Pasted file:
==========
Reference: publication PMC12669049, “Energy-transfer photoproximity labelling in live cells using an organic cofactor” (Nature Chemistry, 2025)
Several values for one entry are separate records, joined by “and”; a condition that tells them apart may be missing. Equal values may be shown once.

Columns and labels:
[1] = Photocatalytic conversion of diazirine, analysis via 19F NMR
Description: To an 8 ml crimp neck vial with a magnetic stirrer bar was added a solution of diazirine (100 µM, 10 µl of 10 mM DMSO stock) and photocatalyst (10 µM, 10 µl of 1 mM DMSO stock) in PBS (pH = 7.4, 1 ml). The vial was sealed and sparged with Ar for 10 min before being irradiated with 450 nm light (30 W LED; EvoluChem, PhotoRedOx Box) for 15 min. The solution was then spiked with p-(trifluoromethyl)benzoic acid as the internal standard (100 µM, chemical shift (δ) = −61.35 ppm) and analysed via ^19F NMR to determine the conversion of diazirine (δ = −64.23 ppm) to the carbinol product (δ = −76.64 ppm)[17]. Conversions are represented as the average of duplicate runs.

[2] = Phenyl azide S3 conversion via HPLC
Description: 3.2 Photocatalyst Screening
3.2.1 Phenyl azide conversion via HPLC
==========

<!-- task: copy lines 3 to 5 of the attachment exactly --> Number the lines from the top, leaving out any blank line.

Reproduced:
Columns and labels:
[1] = Photocatalytic conversion of diazirine, analysis via 19F NMR
Description: To an 8 ml crimp neck vial with a magnetic stirrer bar was added a solution of diazirine (100 µM, 10 µl of 10 mM DMSO stock) and photocatalyst (10 µM, 10 µl of 1 mM DMSO stock) in PBS (pH = 7.4, 1 ml). The vial was sealed and sparged with Ar for 10 min before being irradiated with 450 nm light (30 W LED; EvoluChem, PhotoRedOx Box) for 15 min. The solution was then spiked with p-(trifluoromethyl)benzoic acid as the internal standard (100 µM, chemical shift (δ) = −61.35 ppm) and analysed via ^19F NMR to determine the conversion of diazirine (δ = −64.23 ppm) to the carbinol product (δ = −76.64 ppm)[17]. Conversions are represented as the average of duplicate runs.